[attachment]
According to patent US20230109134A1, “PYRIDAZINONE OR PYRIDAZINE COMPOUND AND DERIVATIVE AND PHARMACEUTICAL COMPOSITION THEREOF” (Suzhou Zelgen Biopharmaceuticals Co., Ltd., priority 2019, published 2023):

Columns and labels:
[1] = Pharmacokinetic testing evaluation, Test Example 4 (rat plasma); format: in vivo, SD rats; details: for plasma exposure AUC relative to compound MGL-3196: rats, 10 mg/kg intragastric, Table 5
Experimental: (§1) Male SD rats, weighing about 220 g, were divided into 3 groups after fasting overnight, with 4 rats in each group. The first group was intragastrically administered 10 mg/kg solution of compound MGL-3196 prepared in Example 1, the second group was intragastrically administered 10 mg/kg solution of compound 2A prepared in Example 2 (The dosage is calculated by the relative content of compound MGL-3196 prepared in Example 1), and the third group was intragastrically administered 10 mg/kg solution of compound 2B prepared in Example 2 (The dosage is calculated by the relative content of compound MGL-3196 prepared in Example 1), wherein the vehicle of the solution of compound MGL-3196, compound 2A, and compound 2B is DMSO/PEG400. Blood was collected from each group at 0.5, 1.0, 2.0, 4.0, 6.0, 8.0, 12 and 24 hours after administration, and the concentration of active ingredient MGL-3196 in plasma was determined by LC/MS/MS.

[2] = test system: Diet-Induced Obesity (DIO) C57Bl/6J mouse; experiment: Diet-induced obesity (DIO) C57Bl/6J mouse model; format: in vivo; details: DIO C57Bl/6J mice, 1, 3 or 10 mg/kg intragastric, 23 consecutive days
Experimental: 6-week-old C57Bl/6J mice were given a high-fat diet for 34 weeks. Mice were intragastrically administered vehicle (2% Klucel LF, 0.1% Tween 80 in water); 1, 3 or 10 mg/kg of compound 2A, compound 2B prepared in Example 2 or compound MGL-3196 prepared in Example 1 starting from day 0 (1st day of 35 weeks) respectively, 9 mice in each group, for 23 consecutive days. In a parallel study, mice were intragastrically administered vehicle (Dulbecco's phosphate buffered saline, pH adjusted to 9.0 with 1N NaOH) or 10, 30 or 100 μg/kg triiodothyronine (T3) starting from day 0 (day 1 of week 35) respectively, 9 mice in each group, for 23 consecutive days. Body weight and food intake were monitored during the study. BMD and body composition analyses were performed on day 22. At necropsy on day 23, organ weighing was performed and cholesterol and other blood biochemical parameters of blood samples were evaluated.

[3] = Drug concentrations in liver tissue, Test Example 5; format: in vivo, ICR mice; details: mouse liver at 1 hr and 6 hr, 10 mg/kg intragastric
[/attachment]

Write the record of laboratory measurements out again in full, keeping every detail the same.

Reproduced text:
According to patent US20230109134A1, “PYRIDAZINONE OR PYRIDAZINE COMPOUND AND DERIVATIVE AND PHARMACEUTICAL COMPOSITION THEREOF” (Suzhou Zelgen Biopharmaceuticals Co., Ltd., priority 2019, published 2023):

Columns and labels:
[1] = Pharmacokinetic testing evaluation, Test Example 4 (rat plasma); format: in vivo, SD rats; details: for plasma exposure AUC relative to compound MGL-3196: rats, 10 mg/kg intragastric, Table 5
Experimental: (§1) Male SD rats, weighing about 220 g, were divided into 3 groups after fasting overnight, with 4 rats in each group. The first group was intragastrically administered 10 mg/kg solution of compound MGL-3196 prepared in Example 1, the second group was intragastrically administered 10 mg/kg solution of compound 2A prepared in Example 2 (The dosage is calculated by the relative content of compound MGL-3196 prepared in Example 1), and the third group was intragastrically administered 10 mg/kg solution of compound 2B prepared in Example 2 (The dosage is calculated by the relative content of compound MGL-3196 prepared in Example 1), wherein the vehicle of the solution of compound MGL-3196, compound 2A, and compound 2B is DMSO/PEG400. Blood was collected from each group at 0.5, 1.0, 2.0, 4.0, 6.0, 8.0, 12 and 24 hours after administration, and the concentration of active ingredient MGL-3196 in plasma was determined by LC/MS/MS.

[2] = test system: Diet-Induced Obesity (DIO) C57Bl/6J mouse; experiment: Diet-induced obesity (DIO) C57Bl/6J mouse model; format: in vivo; details: DIO C57Bl/6J mice, 1, 3 or 10 mg/kg intragastric, 23 consecutive days
Experimental: 6-week-old C57Bl/6J mice were given a high-fat diet for 34 weeks. Mice were intragastrically administered vehicle (2% Klucel LF, 0.1% Tween 80 in water); 1, 3 or 10 mg/kg of compound 2A, compound 2B prepared in Example 2 or compound MGL-3196 prepared in Example 1 starting from day 0 (1st day of 35 weeks) respectively, 9 mice in each group, for 23 consecutive days. In a parallel study, mice were intragastrically administered vehicle (Dulbecco's phosphate buffered saline, pH adjusted to 9.0 with 1N NaOH) or 10, 30 or 100 μg/kg triiodothyronine (T3) starting from day 0 (day 1 of week 35) respectively, 9 mice in each group, for 23 consecutive days. Body weight and food intake were monitored during the study. BMD and body composition analyses were performed on day 22. At necropsy on day 23, organ weighing was performed and cholesterol and other blood biochemical parameters of blood samples were evaluated.

[3] = Drug concentrations in liver tissue, Test Example 5; format: in vivo, ICR mice; details: mouse liver at 1 hr and 6 hr, 10 mg/kg intragastric